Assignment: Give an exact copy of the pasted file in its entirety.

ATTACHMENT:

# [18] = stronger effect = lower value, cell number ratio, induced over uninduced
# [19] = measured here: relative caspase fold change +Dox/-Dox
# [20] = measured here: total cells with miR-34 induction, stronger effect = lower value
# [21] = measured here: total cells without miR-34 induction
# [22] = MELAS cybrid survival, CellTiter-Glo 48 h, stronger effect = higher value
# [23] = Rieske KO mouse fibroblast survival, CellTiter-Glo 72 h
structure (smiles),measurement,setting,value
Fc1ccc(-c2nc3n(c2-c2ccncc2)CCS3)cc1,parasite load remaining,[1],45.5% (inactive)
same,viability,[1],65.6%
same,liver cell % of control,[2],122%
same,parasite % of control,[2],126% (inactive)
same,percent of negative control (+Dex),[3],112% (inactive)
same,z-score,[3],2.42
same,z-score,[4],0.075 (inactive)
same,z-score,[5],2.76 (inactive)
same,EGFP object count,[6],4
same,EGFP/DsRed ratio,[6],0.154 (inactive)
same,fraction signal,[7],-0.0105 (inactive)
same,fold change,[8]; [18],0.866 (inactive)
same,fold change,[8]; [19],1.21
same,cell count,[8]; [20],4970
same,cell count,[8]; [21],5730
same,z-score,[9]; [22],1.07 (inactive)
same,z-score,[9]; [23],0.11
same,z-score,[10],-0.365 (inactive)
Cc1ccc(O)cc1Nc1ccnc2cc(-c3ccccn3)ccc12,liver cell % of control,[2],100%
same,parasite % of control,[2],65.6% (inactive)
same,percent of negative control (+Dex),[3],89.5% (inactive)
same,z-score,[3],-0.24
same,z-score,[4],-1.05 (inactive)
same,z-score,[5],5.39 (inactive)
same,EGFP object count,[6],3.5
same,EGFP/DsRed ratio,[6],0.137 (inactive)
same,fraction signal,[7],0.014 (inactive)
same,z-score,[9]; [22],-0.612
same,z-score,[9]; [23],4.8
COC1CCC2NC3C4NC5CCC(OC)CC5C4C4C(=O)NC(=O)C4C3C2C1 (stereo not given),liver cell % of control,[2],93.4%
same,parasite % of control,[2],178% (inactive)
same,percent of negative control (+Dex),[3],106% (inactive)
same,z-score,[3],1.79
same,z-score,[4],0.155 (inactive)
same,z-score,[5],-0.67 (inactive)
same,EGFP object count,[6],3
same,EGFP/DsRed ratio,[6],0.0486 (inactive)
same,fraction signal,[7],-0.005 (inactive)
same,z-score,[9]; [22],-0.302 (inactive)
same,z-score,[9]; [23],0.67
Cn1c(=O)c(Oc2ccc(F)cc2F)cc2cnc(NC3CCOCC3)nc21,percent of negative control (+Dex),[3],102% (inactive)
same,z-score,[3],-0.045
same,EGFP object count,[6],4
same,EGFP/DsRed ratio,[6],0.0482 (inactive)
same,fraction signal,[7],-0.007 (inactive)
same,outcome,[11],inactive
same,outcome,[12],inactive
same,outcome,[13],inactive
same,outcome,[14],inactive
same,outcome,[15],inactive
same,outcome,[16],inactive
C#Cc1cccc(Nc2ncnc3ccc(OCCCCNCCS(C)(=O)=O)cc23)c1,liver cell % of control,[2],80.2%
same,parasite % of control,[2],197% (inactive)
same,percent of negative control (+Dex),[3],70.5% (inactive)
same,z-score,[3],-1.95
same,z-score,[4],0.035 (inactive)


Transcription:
# [18] = stronger effect = lower value, cell number ratio, induced over uninduced
# [19] = measured here: relative caspase fold change +Dox/-Dox
# [20] = measured here: total cells with miR-34 induction, stronger effect = lower value
# [21] = measured here: total cells without miR-34 induction
# [22] = MELAS cybrid survival, CellTiter-Glo 48 h, stronger effect = higher value
# [23] = Rieske KO mouse fibroblast survival, CellTiter-Glo 72 h
structure (smiles),measurement,setting,value
Fc1ccc(-c2nc3n(c2-c2ccncc2)CCS3)cc1,parasite load remaining,[1],45.5% (inactive)
same,viability,[1],65.6%
same,liver cell % of control,[2],122%
same,parasite % of control,[2],126% (inactive)
same,percent of negative control (+Dex),[3],112% (inactive)
same,z-score,[3],2.42
same,z-score,[4],0.075 (inactive)
same,z-score,[5],2.76 (inactive)
same,EGFP object count,[6],4
same,EGFP/DsRed ratio,[6],0.154 (inactive)
same,fraction signal,[7],-0.0105 (inactive)
same,fold change,[8]; [18],0.866 (inactive)
same,fold change,[8]; [19],1.21
same,cell count,[8]; [20],4970
same,cell count,[8]; [21],5730
same,z-score,[9]; [22],1.07 (inactive)
same,z-score,[9]; [23],0.11
same,z-score,[10],-0.365 (inactive)
Cc1ccc(O)cc1Nc1ccnc2cc(-c3ccccn3)ccc12,liver cell % of control,[2],100%
same,parasite % of control,[2],65.6% (inactive)
same,percent of negative control (+Dex),[3],89.5% (inactive)
same,z-score,[3],-0.24
same,z-score,[4],-1.05 (inactive)
same,z-score,[5],5.39 (inactive)
same,EGFP object count,[6],3.5
same,EGFP/DsRed ratio,[6],0.137 (inactive)
same,fraction signal,[7],0.014 (inactive)
same,z-score,[9]; [22],-0.612
same,z-score,[9]; [23],4.8
COC1CCC2NC3C4NC5CCC(OC)CC5C4C4C(=O)NC(=O)C4C3C2C1 (stereo not given),liver cell % of control,[2],93.4%
same,parasite % of control,[2],178% (inactive)
same,percent of negative control (+Dex),[3],106% (inactive)
same,z-score,[3],1.79
same,z-score,[4],0.155 (inactive)
same,z-score,[5],-0.67 (inactive)
same,EGFP object count,[6],3
same,EGFP/DsRed ratio,[6],0.0486 (inactive)
same,fraction signal,[7],-0.005 (inactive)
same,z-score,[9]; [22],-0.302 (inactive)
same,z-score,[9]; [23],0.67
Cn1c(=O)c(Oc2ccc(F)cc2F)cc2cnc(NC3CCOCC3)nc21,percent of negative control (+Dex),[3],102% (inactive)
same,z-score,[3],-0.045
same,EGFP object count,[6],4
same,EGFP/DsRed ratio,[6],0.0482 (inactive)
same,fraction signal,[7],-0.007 (inactive)
same,outcome,[11],inactive
same,outcome,[12],inactive
same,outcome,[13],inactive
same,outcome,[14],inactive
same,outcome,[15],inactive
same,outcome,[16],inactive
C#Cc1cccc(Nc2ncnc3ccc(OCCCCNCCS(C)(=O)=O)cc23)c1,liver cell % of control,[2],80.2%
same,parasite % of control,[2],197% (inactive)
same,percent of negative control (+Dex),[3],70.5% (inactive)
same,z-score,[3],-1.95
same,z-score,[4],0.035 (inactive)